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Bulimia (cont.)

Diagnosis of Bulimia

A history may shed light on the seriousness of the situation, depending on the person's openness regarding the length and extent of their behavior. There is some evidence that people with bulimia and other eating disorders may draw pictures of themselves differently than people without an eating disorder.

Laboratory tests may reveal problems such as low blood sugar. Many electrolyte changes can occur. Low potassium as one of the side effects of laxative or diuretic abuse is common and can be severe. This and other electrolyte changes can cause life-threatening disturbances of the heart rhythm.

Self-Care at Home for Bulimia

Most people with eating disorders are treated by doctors and psychologists without being admitted to the hospital unless a serious physical complication requires hospitalization.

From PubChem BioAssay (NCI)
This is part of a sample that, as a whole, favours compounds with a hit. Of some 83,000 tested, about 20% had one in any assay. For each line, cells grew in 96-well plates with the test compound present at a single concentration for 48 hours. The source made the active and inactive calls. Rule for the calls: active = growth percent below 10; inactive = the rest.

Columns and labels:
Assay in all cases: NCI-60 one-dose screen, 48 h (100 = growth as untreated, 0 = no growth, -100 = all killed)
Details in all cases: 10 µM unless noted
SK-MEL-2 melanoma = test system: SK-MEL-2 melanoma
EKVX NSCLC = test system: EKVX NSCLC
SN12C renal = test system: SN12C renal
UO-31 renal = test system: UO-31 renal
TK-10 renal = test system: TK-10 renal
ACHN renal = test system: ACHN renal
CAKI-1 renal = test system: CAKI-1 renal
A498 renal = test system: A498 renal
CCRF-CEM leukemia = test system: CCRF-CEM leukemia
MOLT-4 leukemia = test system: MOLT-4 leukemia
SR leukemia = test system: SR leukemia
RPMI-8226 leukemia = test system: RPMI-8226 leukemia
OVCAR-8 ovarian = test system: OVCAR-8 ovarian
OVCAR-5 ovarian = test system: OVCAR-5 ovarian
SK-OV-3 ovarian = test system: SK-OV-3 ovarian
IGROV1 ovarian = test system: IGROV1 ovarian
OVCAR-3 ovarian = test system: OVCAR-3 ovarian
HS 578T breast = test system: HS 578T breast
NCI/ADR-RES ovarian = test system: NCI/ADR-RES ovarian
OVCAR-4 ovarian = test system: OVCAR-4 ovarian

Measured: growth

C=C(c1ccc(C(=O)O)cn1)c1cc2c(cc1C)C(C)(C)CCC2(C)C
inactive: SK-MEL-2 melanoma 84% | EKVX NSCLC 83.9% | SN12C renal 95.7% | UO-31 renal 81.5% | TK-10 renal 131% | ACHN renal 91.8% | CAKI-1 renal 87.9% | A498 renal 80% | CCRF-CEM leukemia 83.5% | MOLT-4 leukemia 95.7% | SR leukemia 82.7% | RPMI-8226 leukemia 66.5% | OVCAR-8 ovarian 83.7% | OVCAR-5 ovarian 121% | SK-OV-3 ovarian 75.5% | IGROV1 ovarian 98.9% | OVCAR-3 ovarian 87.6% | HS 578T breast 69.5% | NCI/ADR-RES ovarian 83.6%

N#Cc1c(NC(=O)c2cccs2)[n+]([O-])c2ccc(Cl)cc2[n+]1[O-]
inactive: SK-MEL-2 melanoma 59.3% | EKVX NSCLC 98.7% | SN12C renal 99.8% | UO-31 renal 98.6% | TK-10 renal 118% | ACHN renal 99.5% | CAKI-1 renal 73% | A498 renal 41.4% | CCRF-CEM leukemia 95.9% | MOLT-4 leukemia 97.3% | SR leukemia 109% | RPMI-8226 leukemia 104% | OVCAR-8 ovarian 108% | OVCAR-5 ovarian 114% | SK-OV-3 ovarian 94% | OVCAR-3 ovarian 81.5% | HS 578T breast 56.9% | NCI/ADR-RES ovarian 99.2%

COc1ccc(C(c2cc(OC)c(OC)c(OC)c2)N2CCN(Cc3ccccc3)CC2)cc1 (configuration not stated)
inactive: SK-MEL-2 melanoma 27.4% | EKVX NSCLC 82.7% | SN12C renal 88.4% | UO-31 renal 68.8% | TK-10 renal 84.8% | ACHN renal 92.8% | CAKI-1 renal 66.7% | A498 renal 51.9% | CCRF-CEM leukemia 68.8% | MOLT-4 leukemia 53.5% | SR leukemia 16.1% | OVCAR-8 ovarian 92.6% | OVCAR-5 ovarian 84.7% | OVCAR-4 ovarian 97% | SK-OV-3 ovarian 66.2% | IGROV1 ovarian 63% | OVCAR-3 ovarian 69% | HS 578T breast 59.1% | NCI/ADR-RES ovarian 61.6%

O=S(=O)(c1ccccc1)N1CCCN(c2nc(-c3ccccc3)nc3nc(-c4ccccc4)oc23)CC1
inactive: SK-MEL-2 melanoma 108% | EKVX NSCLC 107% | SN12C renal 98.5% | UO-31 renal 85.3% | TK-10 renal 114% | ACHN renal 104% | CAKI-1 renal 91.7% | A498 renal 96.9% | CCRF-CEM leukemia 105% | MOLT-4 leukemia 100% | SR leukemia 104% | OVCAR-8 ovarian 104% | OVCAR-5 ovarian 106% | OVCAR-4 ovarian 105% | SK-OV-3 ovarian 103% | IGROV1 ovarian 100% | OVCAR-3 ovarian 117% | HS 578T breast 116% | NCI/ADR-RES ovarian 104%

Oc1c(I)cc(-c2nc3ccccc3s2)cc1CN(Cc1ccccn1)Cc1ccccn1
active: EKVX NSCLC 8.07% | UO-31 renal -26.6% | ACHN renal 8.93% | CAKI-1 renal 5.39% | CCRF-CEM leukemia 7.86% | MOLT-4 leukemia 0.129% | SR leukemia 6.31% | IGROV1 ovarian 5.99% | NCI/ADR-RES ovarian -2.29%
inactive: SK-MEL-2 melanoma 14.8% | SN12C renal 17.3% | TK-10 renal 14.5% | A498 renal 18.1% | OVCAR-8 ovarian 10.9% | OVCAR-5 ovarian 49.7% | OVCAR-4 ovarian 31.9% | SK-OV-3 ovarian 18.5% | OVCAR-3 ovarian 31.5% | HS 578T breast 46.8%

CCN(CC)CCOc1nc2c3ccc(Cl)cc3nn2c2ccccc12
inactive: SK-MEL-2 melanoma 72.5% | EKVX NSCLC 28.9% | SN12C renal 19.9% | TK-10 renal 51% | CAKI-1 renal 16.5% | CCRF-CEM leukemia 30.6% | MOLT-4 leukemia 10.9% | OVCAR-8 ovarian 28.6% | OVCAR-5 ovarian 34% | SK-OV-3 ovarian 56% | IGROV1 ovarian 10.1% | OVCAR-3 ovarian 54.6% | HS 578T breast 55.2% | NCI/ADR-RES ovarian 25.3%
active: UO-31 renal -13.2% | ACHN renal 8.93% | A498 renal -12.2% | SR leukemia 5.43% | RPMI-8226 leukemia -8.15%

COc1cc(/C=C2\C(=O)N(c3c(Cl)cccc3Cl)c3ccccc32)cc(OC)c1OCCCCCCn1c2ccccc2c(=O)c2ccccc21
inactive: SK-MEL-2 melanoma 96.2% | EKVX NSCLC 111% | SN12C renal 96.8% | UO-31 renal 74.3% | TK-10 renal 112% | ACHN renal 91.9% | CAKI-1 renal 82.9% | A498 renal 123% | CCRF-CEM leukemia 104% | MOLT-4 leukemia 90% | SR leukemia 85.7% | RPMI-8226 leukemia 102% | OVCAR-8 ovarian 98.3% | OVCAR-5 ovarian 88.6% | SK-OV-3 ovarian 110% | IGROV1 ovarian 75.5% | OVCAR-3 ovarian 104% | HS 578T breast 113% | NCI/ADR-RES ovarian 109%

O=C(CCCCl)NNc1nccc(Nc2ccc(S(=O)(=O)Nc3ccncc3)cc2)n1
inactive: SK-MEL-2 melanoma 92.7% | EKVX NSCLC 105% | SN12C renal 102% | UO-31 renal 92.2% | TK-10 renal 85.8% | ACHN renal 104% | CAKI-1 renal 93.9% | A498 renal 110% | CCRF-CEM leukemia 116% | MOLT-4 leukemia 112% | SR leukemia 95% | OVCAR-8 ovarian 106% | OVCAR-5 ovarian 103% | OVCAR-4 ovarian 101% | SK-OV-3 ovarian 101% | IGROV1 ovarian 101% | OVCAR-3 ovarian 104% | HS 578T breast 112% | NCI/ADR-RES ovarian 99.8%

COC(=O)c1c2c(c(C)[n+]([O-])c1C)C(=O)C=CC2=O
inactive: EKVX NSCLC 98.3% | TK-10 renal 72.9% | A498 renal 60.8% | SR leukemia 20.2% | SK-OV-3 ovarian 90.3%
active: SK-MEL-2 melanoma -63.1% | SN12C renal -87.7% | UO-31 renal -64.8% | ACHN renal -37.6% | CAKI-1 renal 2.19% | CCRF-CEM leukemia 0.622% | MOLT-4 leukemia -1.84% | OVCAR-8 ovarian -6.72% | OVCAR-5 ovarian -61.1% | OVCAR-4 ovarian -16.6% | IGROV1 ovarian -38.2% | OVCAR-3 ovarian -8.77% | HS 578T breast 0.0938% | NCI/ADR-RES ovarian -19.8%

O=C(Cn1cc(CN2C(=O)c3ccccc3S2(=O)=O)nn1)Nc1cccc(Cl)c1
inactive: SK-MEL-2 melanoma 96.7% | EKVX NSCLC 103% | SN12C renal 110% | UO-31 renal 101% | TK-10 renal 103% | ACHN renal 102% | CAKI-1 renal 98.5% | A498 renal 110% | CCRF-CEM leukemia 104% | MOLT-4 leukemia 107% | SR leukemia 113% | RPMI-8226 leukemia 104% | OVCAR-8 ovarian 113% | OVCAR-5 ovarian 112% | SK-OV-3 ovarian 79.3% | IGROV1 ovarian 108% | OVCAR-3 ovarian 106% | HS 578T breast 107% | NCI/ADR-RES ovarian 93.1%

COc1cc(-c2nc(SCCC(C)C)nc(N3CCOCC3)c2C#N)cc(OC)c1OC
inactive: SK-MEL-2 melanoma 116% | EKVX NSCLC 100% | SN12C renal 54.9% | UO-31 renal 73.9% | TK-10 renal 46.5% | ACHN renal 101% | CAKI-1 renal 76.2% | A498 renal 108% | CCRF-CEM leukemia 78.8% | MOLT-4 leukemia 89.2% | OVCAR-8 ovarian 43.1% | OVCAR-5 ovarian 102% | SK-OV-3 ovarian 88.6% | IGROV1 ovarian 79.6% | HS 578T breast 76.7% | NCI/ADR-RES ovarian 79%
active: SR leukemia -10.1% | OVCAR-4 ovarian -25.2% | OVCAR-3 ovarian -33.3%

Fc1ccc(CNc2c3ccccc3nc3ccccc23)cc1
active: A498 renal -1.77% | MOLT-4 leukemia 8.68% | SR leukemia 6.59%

Early treatment is important, because over time this behavior pattern becomes more deeply ingrained and harder to change. People with bulimia who are treated early in the course of the disease have a better chance of full recovery than those who have the disease for years before treatment begins.

As part of a support circle for a person with bulimia, you can be of help at home by monitoring the person's behavior and helping them maintain a reasonable eating pattern. Offer support and encouragement to help the person get and stay in treatment. You can also ensure that the person keeps appointments with doctors and other therapists.

Medically Reviewed by a Doctor on 7/28/2016

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Bulimia »

Bulimia nervosa (BN) is one of the eating disorders identified in the Diagnostic and Statistical Manual of Mental Disorders, Fourth Edition, Text Revision (DSM-IV-TR).

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